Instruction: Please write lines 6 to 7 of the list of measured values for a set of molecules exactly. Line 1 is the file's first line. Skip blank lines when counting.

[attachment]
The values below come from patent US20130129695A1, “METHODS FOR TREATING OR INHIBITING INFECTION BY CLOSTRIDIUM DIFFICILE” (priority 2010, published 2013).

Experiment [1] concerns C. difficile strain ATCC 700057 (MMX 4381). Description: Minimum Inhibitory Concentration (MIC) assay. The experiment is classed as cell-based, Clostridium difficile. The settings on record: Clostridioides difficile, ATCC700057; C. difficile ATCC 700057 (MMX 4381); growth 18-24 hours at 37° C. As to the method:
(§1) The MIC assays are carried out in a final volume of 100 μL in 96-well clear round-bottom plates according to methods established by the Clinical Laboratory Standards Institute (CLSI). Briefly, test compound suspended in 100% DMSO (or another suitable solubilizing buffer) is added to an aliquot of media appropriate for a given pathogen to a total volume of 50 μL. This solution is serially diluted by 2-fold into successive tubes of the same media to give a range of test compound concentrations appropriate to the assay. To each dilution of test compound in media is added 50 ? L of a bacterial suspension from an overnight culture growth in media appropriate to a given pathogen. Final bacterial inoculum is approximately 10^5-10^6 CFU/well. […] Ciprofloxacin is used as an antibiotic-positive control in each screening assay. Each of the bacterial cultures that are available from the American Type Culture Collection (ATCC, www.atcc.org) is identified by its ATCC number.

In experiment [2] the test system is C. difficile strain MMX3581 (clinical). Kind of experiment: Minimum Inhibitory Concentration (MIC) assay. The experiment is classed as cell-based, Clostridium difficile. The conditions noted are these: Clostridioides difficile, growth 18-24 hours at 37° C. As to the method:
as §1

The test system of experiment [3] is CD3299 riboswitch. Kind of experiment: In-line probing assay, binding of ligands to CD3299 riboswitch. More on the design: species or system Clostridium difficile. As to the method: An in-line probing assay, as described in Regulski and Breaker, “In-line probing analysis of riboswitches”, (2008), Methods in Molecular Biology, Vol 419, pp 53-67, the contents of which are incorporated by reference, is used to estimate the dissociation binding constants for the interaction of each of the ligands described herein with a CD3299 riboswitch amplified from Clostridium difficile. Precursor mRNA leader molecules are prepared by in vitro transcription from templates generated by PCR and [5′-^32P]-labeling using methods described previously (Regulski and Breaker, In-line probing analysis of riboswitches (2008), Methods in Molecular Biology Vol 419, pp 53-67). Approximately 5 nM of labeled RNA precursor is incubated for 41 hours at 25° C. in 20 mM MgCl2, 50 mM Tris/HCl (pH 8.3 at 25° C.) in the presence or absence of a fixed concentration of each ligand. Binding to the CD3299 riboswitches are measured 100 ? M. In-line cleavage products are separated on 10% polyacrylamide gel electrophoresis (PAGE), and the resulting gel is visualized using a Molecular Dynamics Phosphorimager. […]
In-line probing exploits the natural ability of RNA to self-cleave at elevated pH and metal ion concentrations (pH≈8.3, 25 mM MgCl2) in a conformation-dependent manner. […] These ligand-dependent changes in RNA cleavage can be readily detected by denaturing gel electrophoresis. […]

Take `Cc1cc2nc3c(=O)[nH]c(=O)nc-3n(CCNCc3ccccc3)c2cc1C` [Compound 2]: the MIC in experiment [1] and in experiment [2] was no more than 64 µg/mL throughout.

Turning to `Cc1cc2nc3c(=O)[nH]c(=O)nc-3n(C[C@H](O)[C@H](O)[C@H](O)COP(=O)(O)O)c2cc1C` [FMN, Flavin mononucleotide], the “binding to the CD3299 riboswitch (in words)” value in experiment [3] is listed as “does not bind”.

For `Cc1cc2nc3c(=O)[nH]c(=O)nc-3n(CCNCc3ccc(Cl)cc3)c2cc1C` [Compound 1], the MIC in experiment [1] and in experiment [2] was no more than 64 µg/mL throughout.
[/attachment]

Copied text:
The test system of experiment [3] is CD3299 riboswitch. Kind of experiment: In-line probing assay, binding of ligands to CD3299 riboswitch. More on the design: species or system Clostridium difficile. As to the method: An in-line probing assay, as described in Regulski and Breaker, “In-line probing analysis of riboswitches”, (2008), Methods in Molecular Biology, Vol 419, pp 53-67, the contents of which are incorporated by reference, is used to estimate the dissociation binding constants for the interaction of each of the ligands described herein with a CD3299 riboswitch amplified from Clostridium difficile. Precursor mRNA leader molecules are prepared by in vitro transcription from templates generated by PCR and [5′-^32P]-labeling using methods described previously (Regulski and Breaker, In-line probing analysis of riboswitches (2008), Methods in Molecular Biology Vol 419, pp 53-67). Approximately 5 nM of labeled RNA precursor is incubated for 41 hours at 25° C. in 20 mM MgCl2, 50 mM Tris/HCl (pH 8.3 at 25° C.) in the presence or absence of a fixed concentration of each ligand. Binding to the CD3299 riboswitches are measured 100 ? M. In-line cleavage products are separated on 10% polyacrylamide gel electrophoresis (PAGE), and the resulting gel is visualized using a Molecular Dynamics Phosphorimager. […]
In-line probing exploits the natural ability of RNA to self-cleave at elevated pH and metal ion concentrations (pH≈8.3, 25 mM MgCl2) in a conformation-dependent manner. […] These ligand-dependent changes in RNA cleavage can be readily detected by denaturing gel electrophoresis. […]